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Blue brick wall and planter box, fence in background.


Totally transform the way your house looks and feels without spending thousands of dollars on professional painters by using a paint sprayer gun to do it yourself. Here's how.


1Prepare your paint

Before you get cracking, head down to your nearest Bunnings to pick your desired colour. We opted for a nice light grey to go with the coastal luxe look of the Make It Yours home. This is a particularly good choice if you're working with light-coloured nineties bricks, but feel free to choose any colour you wish – just make sure it's the right type of paint for outdoors. You can use a paint calculator to find out the right amount of paint to purchase. Once you've picked your paint, give the tin a good stir using a paint stirrer.

2Dilute with water

Once you've done this, pour your paint into a smaller bucket, then dilute with about 10 percent water – this makes the application much easier and will give you a nice, fine spray with your spray gun. (Check the label on the tin – it might specify the amount of water to use.) Once you've added your water, mix it together again using your stirrer. Add more water or more paint until you're happy with the consistency – you don't want it too runny, or too thick.

Person pouring paint.

3Mask up edges

Before you get spraying, mask up any areas you don't want to get paint on with some masking tape or painters tape. Now's a good time to do a final check to make sure your wall is clean and ready to paint – if necessary, give it a quick brush down with a broom.

Person putting masking tape on the wall.

4Pour your paint into the spray gun

Once you're happy with the consistency of your diluted paint, pour it into your spray gun – and you're good to go! Make sure the nozzle on your gun is pointing in the direction you want the spray to go. Our bricks run side to side, so we adjusted our nozzle so it sprayed in this direction also.

Person pouring paint into spray gun.

5Begin painting the exterior walls

Holding your spray gun, spray your wall from one end to the other – don't start in the middle. You want to keep your spray gun an even distance from the wall whilst painting – being consistent with this is important for all-over coverage. It's a lot more comfortable to use your whole arm to spray, not just your wrist, so keep this in mind before you start. When painting, be mindful of overspray – you don't want to spray too close to your gutters and windows.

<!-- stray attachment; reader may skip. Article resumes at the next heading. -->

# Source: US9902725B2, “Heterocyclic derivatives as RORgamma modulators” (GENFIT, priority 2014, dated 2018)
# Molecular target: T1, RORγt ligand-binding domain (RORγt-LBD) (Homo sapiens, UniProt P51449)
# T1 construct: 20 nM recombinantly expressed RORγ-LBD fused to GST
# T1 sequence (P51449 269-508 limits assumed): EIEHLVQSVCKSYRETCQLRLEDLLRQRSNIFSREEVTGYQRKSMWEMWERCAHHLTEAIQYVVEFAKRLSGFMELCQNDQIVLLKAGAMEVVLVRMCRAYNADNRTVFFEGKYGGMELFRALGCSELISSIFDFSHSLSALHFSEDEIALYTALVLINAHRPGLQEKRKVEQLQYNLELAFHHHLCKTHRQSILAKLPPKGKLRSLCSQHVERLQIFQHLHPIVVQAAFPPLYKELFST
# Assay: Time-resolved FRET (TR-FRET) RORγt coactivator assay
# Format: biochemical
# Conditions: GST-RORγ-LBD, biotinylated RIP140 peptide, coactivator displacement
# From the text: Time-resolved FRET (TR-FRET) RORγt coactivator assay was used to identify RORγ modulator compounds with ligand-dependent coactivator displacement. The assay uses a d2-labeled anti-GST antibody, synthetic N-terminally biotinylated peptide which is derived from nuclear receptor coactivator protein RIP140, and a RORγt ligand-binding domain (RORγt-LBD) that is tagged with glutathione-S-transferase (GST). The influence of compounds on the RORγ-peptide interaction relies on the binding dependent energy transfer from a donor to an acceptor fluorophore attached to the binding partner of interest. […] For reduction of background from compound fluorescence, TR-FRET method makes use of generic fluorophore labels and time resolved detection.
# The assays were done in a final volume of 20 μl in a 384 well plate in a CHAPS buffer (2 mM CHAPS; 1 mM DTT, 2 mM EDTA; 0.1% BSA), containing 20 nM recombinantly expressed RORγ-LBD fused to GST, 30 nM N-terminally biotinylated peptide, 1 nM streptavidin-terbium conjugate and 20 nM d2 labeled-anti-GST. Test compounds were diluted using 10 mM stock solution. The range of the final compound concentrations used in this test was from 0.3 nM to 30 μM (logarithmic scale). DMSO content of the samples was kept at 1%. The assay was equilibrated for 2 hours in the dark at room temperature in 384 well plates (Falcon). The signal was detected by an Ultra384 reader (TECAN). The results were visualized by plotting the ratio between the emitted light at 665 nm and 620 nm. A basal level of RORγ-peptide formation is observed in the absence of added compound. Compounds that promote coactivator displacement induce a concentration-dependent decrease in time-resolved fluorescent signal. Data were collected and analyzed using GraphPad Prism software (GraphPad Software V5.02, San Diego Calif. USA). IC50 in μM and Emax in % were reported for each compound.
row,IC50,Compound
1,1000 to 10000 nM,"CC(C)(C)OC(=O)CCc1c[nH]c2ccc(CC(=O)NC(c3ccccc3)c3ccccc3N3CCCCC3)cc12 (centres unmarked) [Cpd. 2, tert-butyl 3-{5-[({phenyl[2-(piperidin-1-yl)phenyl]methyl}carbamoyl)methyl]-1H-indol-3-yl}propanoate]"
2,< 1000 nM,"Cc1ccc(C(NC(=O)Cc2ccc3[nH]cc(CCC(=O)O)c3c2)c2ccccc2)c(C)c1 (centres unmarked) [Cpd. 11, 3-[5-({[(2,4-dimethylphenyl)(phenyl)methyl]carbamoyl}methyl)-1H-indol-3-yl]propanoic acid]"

Person using spray gun with gray paint on brick wall.

6Use a brush and roller for trickier spots

Once you've sprayed your first coat, use a brush and roller to get in there and paint the trickier areas, like gutters and windows or the grooves between bricks. For these areas, use paint straight from the tin, not the diluted paint we used for the gun. Pour some into a tray and begin rolling. Handy hint: Begin by rolling ‘W's onto your wall, then go back over with ‘M's – this ensures a nice even coat. Use a brush to cut in along the gutter line.

Person painting brick wall with a paint roller.

7Apply the second coat

Once your first coat of paint is dry, change the spray pattern on your spray gun by twisting the nozzle – this will ensure you get all those nooks and crannies the second time around. Now apply the second coat, remove your painter's tape – and the job's done!

Person adjusting the nozzle on a paint spray gun

8A facelift for your home

And just like that, you've totally transformed the whole look and feel of your home! The best bit? It hasn't cost you an arm or a leg!

9Watch the full episode

Check out the full episode from Make It Yours for more front yard inspiration with Dale Vine.

Health & Safety

Please make sure you use all equipment appropriately and safely when following the advice in these D.I.Y. videos. You need to be familiar with how to use equipment safely and follow the instructions that came with the equipment. If you are unsure, you may feel it is safest to consult an expert, such as the manufacturer or an expert Bunnings Team Member.

Grave health hazards are linked to asbestos, which may be in homes built up to 1990. Health hazards may result from exposure to lead-based paints in older materials and copper chromium arsenic (CCA) treated timber. For information on the dangers of asbestos, lead-based paint and CCA treated timber and tips for dealing with these materials contact your local council's Environmental Health Officer. You can also use a simple test kit from Bunnings to indicate the presence of lead-based paint.